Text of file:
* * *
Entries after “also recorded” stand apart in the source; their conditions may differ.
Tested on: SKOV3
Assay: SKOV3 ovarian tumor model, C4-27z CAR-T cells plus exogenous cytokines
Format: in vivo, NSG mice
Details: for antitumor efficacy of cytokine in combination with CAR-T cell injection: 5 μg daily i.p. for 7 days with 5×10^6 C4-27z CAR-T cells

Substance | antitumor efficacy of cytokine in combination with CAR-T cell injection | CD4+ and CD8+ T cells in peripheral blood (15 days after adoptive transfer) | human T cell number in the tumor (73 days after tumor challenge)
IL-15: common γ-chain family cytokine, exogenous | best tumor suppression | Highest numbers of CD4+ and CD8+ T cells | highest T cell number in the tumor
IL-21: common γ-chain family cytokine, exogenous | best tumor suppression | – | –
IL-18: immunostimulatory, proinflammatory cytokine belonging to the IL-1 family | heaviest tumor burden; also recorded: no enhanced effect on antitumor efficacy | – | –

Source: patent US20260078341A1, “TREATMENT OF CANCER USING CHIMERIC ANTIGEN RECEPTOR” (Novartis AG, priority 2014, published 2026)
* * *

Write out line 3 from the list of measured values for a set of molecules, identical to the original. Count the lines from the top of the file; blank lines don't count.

Assay: SKOV3 ovarian tumor model, C4-27z CAR-T cells plus exogenous cytokines